My friend Eugene Stern, who is pretty good with Mathematics and stuff, asked me to have a public discussion about some of the issues surrounding the Common Core and PARCC. In our neck of the woods, it feels like there are only two polarizing camps, but since neither one of us felt suited to those discussions, we thought there might be others who’d want to read something hovering closer to the middle. I was reticent, but the nastier the other public discussions became, the more I wanted to put this out there too. So, here you go. I’m cross-posting with Sense Made Here, and the fantastic mathbabe has agreed to cross-post as well. Enjoy.
ES: PARCC testing is beginning in New Jersey this month. There’s been lots of anxiety and confusion in Montclair and elsewhere as parents debate whether to have their kids take the test or opt out. How do you think about it, both as a teacher and as a parent?
KW: My simple answer is that my kids will sit for PARCC. However, and this is where is gets grainy, that doesn’t mean I consider myself a cheerleader for the exam or for the Common Core curriculum in general. Continue reading
Posted in education, Excellent Local People, Parenthood
Tagged assessment, civility, Common Core, curriculum, ed reform, opt-out, PARCC, Pearson, Race to the Top, refuse the test, standardized testing, Technology
I’m extremely grateful to people who have an eye for style. I definitely don’t have it. And I’m okay with that. But it sure is nice to stumble into spaces created by people with the kind of style I’d like to have.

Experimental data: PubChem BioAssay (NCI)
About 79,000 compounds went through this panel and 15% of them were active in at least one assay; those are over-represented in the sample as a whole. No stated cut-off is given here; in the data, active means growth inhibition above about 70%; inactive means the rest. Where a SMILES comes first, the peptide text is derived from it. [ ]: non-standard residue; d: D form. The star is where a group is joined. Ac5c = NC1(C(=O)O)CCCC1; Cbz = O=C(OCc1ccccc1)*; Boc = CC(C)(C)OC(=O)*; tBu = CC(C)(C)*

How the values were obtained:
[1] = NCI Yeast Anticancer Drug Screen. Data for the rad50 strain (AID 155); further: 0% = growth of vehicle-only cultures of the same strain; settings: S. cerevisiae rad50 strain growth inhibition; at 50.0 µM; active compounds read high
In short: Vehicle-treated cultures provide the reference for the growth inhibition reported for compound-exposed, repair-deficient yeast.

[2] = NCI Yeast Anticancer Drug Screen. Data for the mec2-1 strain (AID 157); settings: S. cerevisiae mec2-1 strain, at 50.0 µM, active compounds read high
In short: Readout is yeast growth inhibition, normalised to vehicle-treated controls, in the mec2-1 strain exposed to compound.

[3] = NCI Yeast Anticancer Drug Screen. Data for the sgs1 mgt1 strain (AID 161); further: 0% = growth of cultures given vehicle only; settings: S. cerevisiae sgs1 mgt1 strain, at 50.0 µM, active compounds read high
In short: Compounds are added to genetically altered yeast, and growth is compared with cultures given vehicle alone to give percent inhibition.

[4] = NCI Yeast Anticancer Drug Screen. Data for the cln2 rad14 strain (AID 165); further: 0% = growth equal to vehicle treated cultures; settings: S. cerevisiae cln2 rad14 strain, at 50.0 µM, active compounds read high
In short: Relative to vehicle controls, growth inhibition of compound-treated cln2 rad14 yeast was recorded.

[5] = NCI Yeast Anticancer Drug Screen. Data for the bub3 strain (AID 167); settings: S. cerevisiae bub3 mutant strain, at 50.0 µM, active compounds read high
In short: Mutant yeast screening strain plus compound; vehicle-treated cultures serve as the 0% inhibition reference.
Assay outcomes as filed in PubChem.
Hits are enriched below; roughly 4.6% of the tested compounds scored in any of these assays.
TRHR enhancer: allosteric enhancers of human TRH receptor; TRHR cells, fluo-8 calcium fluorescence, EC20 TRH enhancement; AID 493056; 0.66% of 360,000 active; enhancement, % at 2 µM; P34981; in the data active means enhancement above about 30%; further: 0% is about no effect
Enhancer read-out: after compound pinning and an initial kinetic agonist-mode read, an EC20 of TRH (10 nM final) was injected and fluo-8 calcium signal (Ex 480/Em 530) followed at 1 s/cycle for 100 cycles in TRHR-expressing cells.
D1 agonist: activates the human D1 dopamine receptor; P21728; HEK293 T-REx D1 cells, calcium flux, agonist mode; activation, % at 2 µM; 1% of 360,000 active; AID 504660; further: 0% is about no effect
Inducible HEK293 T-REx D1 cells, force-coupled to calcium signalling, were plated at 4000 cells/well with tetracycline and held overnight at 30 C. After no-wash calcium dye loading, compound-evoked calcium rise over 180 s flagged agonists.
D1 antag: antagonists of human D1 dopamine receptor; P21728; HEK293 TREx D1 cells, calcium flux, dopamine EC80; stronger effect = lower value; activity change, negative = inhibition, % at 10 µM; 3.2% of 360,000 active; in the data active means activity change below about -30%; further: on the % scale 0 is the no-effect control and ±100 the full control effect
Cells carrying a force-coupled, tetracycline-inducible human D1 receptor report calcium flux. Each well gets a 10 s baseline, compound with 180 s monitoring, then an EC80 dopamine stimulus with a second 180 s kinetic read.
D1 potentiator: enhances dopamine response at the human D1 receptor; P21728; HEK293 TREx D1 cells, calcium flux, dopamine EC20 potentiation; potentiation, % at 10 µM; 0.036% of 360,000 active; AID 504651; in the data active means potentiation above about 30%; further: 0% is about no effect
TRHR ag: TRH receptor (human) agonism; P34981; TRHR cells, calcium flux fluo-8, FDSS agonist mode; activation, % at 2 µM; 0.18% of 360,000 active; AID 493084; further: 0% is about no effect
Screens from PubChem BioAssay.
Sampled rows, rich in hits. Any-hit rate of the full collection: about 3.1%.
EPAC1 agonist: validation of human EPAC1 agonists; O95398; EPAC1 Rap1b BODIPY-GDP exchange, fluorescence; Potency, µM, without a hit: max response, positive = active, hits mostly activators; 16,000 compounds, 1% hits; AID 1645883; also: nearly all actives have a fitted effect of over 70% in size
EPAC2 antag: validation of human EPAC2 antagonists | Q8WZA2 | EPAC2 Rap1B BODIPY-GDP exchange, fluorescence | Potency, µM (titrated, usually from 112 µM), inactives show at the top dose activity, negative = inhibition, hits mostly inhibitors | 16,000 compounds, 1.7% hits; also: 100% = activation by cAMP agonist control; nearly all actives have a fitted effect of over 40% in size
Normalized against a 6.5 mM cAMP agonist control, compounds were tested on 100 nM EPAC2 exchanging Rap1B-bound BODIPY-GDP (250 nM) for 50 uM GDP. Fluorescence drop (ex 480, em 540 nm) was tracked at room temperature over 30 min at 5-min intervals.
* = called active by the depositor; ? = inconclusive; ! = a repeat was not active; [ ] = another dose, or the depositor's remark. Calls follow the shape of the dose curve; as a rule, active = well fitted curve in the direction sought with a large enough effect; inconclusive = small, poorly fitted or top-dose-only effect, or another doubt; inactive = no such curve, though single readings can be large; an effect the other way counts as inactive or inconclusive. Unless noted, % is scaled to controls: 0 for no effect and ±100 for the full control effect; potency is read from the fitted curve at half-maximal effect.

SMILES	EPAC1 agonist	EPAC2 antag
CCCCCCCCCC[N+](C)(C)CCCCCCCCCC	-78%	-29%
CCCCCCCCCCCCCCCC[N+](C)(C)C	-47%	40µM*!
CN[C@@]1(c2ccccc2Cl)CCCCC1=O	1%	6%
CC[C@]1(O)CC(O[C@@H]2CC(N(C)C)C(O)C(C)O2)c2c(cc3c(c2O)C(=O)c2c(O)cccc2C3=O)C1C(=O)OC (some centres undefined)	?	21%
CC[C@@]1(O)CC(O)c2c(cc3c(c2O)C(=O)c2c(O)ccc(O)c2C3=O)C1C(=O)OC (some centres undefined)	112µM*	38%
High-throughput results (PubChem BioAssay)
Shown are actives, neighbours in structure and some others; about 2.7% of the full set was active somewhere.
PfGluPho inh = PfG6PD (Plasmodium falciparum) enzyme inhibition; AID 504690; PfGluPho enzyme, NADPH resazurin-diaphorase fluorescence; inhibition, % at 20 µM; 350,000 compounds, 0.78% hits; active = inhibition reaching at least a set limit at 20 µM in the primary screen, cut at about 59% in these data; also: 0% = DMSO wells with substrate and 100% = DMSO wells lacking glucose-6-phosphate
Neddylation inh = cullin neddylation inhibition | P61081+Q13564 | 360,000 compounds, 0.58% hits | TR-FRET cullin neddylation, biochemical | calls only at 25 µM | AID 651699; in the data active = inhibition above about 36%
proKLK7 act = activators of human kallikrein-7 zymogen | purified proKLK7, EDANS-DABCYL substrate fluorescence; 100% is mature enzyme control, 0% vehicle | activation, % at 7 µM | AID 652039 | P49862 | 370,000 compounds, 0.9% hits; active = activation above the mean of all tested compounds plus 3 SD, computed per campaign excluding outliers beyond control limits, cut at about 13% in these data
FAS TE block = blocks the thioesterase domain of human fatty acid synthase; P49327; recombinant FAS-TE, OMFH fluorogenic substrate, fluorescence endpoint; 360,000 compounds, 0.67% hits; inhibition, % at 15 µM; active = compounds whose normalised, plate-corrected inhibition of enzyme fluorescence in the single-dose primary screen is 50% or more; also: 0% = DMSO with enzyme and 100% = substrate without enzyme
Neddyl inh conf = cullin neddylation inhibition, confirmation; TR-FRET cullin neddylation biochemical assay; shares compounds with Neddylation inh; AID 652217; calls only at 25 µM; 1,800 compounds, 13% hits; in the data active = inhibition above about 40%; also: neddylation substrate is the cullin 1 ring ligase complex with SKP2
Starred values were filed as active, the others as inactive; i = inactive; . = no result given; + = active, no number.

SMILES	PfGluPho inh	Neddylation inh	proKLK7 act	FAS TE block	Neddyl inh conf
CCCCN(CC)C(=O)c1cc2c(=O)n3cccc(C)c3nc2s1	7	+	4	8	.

Same model. Same tools. One of these was drawn by a woman with an art degree. The other is mine.
I recently took a drawing class with the Bloomfield Art League, and it was so much fun. I’ve always been a joyful, but simplistic, artist – lots of smiley faces and stick figures with wild hair. The class I took was more serious, but also very gentle in its technique and teaching.
Interested in trying out some art you’ve never attempted? Or just want to brush up on skills you haven’t practiced in a while? Stay connected with the Bloomfield Art League on Facebook, and take the plunge!
Jessica Almy, the brain and brawn behind Vegbooks, joined the yeah write February Poetry Slam with a sonnet. I offered this space, assuring her that opinionated sarcasm would fit right in. Also, since I’ve defaulted on my participation in the challenge, this allows me to participate vicariously. But it’s not too late for you! Want to try sonnet writing? Go here. Now.
The Fate of Fur and Feathers
In our fair city, we hate these friggin rats–
The kind that run, the kind that fly and crap.
We curse bedbugs and mangy stray tomcats.
Yeah, but we love toy dogs who yap and yap.
We take our dogs on horse-drawn carriages.
They wear their Sunday best, decked out in fur.
Some even plan lil doggy marriages.
Dogs kiss on cue. Good matches we assure.
Elsewhere, we know that people love their birds–
Bright birds, smart birds–the type that say hello,
The ones who talk, who know a ton of words.
We like birds too: prepared with a nice Bordeaux.
Yeah, some are free. Others we prefer confined.
The birds and beasts should be to fate resigned.